The stories of the athletes broadcast and ignite feelings of passion, motivation, and determination, in addition to stories told by the pioneering men and women who were the first to compete and win for their country, religion, gender, age group, or race, most notably Ibtihaj Muhammad, the first veiled Muslim American athlete to compete in the Olympic Games in Rio 2016.

This gallery serves as a platform for athletes who have overcome enormous obstacles to achieve success, and whose reputation has transcended the boundaries of sports, and whose public image has become a powerful symbol.


The fifth gallery space, Qatar – Hosting Nation, discusses how major sporting events hosted by the State of Qatar in recent decades have become a source of global interest and national pride. The 2006 Doha Asian Games were the first major sporting event organized by a Gulf country, and they were one of the most successful Asian Games ever held.  Qatar hosted 45 countries for 424 events and 39 sports.

Visitors will learn how the Asian Games accelerated Qatar's development as a host nation, as well as how the event has accelerated the country's urban transformation, creating a world-class sports infrastructure worthy of hosting superstar sports and their global audiences.

This gallery contains seven display cases that showcase a variety of experiences such as motorsports, equestrian, tennis, athletics, handball, football, and AASAD 2006. Each case evokes the most memorable moments of Qatar's global events in this sport, as well as its enduring legacy.

This gallery features informative video presentations that trace the history of Khalifa International Stadium from its inception in 1976 to the launch of the World Athletics Championships in 2019 and its renewal to host World Cup matches in 2022.

One of the jerseys worn by Brazilian Pelé is on display at the new 3-2-1 Olympic and Sports Museum, inaugurated on March 30 in Doha. (Photo: AFP/VNA/CVN).

The sixth gallery space, Qatar Sports, tells the inspiring story of Qatar's sports development, from traditional games to the arrival of international sport and the growth of international competitions. Looking ahead to the FIFA World Cup Qatar 2022™, the gallery examines how sports have been and continue to be important to Qatar's development.

The gallery also brings to life Qatar's long-established sports activities, such as falconry, pearl diving, and camel racing, by investigating how these sports are reflected in Qatar's oral traditions and demonstrating how they are linked to Qatar's heritage and landscape.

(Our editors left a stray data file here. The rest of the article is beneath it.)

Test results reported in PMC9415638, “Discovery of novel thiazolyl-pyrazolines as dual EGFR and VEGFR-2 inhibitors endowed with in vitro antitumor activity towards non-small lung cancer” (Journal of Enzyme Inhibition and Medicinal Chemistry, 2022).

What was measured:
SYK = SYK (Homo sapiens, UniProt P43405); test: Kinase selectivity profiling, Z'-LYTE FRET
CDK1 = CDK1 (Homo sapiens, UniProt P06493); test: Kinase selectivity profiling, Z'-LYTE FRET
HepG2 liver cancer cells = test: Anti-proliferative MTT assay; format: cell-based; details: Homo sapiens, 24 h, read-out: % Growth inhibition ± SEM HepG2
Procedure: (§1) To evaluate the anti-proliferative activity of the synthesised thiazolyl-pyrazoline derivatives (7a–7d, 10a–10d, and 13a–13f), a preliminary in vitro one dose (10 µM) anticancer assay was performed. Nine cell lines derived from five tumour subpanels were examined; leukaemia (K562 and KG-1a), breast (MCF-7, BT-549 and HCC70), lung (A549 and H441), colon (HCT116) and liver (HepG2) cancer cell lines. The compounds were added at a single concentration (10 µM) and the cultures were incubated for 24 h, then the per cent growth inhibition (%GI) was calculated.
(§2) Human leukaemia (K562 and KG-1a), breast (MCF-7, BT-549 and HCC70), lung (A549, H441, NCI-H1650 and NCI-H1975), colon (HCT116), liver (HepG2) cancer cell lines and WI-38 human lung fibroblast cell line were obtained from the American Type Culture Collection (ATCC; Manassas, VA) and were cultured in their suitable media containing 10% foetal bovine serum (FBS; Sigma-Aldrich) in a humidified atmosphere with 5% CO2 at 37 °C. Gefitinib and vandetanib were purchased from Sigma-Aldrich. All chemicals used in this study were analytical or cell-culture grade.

Visitors will ride a virtual school bus that will take them on a journey exploring how sport has become central to the curriculum, and they will also be able to experience the drama of important sporting events and hear the stories of their heroes through a series of interactive digital installations.

This gallery also depicts events that are still etched in the collective memory of the country, such as the first Arab Gulf Cup championship in 1970 and visits by sports champions Muhammad Ali and Pele, as well as the construction of the famous Khalifa Stadium in 1976, which was a watershed moment in Qatar's sports history.

Also displayed are the birth of football in Qatar and the construction of the Doha Stadium, the country's first stadium, the most important sporting events hosted by Qatar, the history of Qatari clubs, and Qatar's participation in the Olympics.

Finally, the seventh hall, Activation Zone, is the museum's final stop for visitors, encouraging the adoption of healthy and active lifestyles and promoting physical activity throughout Qatar.  Visitors are invited to walk through six spaces inspired by Qatar's landscape. Visitors will take part in a variety of fun challenges as they explore the park, the market and desert, the beach, the city, and finally the arena.


The museum’s Activation Zone. (Courtesy Qatar Museums).

This interactive experience begins with the inspiring stories of people who made the decision to live a healthy and active lifestyle, most notably Ghanim Al Muftah, a Qatari boy prodigy born with caudal retraction syndrome.